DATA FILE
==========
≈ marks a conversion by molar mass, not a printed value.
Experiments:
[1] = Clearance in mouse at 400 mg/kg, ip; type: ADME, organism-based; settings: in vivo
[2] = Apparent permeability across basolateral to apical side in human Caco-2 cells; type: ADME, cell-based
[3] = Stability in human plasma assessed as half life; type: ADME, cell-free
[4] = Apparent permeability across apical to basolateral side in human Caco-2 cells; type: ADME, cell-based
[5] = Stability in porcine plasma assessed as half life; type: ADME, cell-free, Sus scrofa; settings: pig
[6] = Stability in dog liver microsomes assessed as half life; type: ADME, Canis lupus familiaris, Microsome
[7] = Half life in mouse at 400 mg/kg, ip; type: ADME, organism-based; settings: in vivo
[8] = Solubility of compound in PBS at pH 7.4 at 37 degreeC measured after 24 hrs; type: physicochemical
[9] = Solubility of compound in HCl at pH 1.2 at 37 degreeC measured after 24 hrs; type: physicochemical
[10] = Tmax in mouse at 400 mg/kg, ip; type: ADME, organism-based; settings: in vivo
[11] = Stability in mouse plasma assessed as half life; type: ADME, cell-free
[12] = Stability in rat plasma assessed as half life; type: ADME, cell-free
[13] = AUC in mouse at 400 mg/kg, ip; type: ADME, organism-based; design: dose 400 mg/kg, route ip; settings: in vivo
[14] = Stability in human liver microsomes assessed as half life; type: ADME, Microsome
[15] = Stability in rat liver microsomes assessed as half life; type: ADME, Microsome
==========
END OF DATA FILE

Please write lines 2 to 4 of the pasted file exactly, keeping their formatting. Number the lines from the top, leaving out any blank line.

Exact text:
Experiments:
[1] = Clearance in mouse at 400 mg/kg, ip; type: ADME, organism-based; settings: in vivo
[2] = Apparent permeability across basolateral to apical side in human Caco-2 cells; type: ADME, cell-based